9. Keep a few things on hand that are very versatile and can be used with a variety of fresh / frozen produce. Canned fire roasted tomatoes, tomato paste, tomato sauce canned beans, broths, and soups. Dry goods: Brown rice, millet, farro, lentils, pasta, oats, a variety of nuts and seeds and dry herbs/spices. My favorite canned tomato products are the Muir Glen Organic. They taste great, and are not loaded with excess sodium or sugar.

While the lists below are not all inclusive, I hope you find them helpful when making your grocery list, and deciding what to eat first.

Enjoy now:


Fresh berries, strawberries, raspberries, blackberries, blueberries


Greens: Spinach, romaine, arugula, mixed greens


Fresh cut herbs


Green onions

String beans

Zucchini, summer squash

Fresh proteins

Enjoy later:




Winter squash such as delicata, spaghetti, acorn, butternut etc.




Greens: Kale, Collards

Brussels sprouts








Now for the shelf stable ingredient recipe!

I paired this side with salmon, this could be paired with any protein you choose. As this is made with shelf stable ingredients, and will likely be consumed close to your next shopping trip, you will likely be pairing it with protein from the freezer, or a shelf stable source such as tofu, tempeh, sausage etc. Frozen fish is great because it can be defrosted relatively quickly.

Squash and Kale Maple-Mustard Farro

Makes 6 servings

What you need:

For the dressing:

2 Tbsp Mustard

2 Tbsp Apple cider vinegar

2 Tbsp Olive oil

1 Tbsp + 2 tsp Maple Syrup

1/2 lemon juiced, or about 1 Tbsp lemon juice.

1 butternut squash, cut in half lengthwise, seeds removed

2 Tbsp Olive oil, divided

salt and pepper

pinch of onion powder

1 cup farro, rinsed

1 bunch of kale, washed, chopped

1 yellow onion, chopped

To make it a meal - Add protein of your choice. (Maple mustard salmon recommended).

1. Pre-heat oven to 475°F

2. Brush squash with olive oil, lightly sprinkle with salt and pepper. Place cut side down on baking sheet, and put squash in the pre-heated oven. Start timer for 35 - 40 min.

3. In a large pot, combine farro, pinch of onion powder, salt and 3 cups of water and bring to a boil.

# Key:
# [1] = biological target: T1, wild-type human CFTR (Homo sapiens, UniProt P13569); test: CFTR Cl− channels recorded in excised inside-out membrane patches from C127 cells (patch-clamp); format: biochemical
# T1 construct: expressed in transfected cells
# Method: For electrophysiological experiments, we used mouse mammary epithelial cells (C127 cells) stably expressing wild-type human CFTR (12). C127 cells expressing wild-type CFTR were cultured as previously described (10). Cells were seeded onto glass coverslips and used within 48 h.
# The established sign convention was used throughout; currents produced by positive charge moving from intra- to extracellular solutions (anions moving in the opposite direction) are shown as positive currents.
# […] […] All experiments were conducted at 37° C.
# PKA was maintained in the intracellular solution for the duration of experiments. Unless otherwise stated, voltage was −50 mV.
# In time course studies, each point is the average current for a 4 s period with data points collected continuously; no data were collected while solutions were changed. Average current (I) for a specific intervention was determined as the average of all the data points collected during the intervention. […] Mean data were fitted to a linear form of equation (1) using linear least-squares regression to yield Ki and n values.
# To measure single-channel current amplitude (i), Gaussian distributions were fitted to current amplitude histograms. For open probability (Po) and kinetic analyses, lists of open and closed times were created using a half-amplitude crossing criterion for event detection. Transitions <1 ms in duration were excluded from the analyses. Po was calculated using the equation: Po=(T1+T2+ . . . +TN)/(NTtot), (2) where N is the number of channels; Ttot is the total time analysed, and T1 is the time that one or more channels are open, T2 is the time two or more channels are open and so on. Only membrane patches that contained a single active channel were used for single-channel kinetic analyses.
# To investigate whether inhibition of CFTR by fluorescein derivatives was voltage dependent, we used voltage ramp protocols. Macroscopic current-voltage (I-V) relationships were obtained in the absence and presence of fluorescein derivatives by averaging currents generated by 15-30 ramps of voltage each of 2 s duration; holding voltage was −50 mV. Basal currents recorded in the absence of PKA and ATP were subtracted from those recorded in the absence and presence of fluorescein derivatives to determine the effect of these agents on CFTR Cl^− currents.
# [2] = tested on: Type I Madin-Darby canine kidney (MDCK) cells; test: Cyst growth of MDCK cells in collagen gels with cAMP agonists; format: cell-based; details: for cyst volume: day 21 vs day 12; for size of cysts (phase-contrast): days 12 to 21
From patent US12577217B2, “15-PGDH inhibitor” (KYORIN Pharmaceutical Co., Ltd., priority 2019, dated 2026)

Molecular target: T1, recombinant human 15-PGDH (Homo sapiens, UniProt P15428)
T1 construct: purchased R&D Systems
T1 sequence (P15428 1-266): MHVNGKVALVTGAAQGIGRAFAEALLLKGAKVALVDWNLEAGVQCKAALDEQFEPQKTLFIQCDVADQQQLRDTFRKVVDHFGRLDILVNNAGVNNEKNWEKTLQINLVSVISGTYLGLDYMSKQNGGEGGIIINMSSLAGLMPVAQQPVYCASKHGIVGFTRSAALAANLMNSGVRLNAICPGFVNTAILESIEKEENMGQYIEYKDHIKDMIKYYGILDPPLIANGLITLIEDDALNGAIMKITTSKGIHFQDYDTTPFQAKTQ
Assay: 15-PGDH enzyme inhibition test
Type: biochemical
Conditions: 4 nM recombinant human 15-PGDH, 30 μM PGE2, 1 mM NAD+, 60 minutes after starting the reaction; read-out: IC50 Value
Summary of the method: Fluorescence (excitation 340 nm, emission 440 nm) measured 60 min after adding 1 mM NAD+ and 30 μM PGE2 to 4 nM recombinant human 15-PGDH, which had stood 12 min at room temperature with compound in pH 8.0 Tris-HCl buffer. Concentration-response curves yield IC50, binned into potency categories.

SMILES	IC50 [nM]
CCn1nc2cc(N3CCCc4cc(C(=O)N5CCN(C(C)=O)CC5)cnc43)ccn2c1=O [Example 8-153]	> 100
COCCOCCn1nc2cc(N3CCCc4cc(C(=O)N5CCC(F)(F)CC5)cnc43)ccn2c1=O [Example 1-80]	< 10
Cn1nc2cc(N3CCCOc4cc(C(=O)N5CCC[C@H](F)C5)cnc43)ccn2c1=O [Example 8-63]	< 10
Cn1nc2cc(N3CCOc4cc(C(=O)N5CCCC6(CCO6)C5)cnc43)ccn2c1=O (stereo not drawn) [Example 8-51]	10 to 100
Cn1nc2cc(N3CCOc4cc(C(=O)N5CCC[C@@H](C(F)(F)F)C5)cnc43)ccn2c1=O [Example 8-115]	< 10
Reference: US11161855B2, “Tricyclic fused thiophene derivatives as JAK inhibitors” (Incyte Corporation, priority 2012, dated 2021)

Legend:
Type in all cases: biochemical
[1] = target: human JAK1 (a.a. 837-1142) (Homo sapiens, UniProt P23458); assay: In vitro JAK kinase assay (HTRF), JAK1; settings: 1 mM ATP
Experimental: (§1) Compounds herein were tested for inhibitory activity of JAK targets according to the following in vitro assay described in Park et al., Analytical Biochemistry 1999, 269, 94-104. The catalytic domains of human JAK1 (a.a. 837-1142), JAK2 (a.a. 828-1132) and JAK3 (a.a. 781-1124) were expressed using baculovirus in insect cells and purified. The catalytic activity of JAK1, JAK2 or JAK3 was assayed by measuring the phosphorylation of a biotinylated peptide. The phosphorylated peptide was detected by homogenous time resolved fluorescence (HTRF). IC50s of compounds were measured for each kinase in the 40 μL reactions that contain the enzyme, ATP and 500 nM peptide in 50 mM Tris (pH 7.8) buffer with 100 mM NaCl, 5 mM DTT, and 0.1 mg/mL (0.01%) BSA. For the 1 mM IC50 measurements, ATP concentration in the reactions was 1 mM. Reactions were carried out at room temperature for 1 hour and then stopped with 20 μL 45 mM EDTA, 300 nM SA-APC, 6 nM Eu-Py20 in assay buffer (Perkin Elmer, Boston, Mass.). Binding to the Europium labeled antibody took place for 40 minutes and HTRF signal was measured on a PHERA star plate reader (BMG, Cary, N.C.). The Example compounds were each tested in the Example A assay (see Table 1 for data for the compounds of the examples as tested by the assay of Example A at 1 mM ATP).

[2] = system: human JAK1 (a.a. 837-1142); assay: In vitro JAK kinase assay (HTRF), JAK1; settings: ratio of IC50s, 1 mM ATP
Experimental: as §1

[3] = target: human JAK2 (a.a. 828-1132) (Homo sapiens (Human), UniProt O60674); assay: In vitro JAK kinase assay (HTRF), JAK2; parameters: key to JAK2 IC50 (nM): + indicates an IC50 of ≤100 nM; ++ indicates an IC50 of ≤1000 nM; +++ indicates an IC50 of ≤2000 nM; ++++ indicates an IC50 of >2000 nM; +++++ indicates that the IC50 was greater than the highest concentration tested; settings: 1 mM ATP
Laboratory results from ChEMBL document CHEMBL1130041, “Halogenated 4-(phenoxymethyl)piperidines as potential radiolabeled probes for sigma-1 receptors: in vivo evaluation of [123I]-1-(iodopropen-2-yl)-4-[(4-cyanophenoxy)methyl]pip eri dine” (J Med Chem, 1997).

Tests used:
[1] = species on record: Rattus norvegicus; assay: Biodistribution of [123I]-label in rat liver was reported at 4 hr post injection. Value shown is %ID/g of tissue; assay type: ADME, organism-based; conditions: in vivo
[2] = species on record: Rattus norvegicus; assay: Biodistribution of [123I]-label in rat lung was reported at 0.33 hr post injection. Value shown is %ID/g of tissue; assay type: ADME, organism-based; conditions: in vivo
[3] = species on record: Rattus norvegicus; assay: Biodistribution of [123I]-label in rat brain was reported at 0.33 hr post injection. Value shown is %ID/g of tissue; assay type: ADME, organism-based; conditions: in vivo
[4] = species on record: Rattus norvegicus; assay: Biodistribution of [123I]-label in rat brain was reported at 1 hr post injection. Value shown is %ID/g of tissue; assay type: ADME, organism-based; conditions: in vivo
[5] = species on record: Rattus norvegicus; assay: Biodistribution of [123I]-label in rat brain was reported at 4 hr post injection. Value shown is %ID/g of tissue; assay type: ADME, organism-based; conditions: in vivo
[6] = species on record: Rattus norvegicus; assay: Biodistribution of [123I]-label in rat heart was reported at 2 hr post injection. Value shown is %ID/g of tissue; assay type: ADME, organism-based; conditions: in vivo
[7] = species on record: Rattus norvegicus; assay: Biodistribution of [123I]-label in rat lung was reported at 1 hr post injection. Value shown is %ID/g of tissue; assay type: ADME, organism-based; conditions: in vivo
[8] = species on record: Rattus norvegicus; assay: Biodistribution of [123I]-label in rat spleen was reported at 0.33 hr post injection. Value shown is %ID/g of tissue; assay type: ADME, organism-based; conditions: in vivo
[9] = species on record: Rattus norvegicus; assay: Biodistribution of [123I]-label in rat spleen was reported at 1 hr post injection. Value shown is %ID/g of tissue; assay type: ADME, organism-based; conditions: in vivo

4. Reduce heat, and simmer on low to medium-low uncovered.

5. If you are making salmon, place in baking dish. Salt and pepper your salmon and set aside until about 8 minutes remain on the squash bake time. At this point brush salmon with maple mustard, or make your own. (1-2 tsp per 5 ounce piece) and place in the oven to bake at 475 for 8 minutes.

6. Strain excess water from Farro and lightly toss with 1 Tbsp of olive oil.

7. In a large skillet, cook onion over medium heat until translucent. Add kale and stir until all leaves are lightly wilted.

8. Remove squash from the oven and turn off the heat. Leave the salmon in the oven to finish cooking and keep warm for just a few minutes while you finish the farro.

9. Remove the skin from the squash, it should peel right away from the flesh with minimal effort. (Be careful not to burn yourself, it will be hot).

10. Cube your squash and combine it to the onion/kale mix along with the farro.

11. Top with dressing, toss to combine and serve with the salmon, or protein of your choice.

**Farro is not gluten free. If you need to follow a gluten free diet pattern, you can substitute brown rice or millet.

If you do not have kale. you can sub spinach, beet greens, chard or collards. Sweet potatoes can be used in place of squash.

I hope you enjoy this recipe and it brings a little bit of healthy yum to your day. Stay healthy, stay active, and stay positive.


Buffalo Nutrition and Dietetics PLLC

at DENT Neurologic Institute

3980  Sheridan Dr. Suite 401

Amherst, NY

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© 2018 by Noelle DeSantis.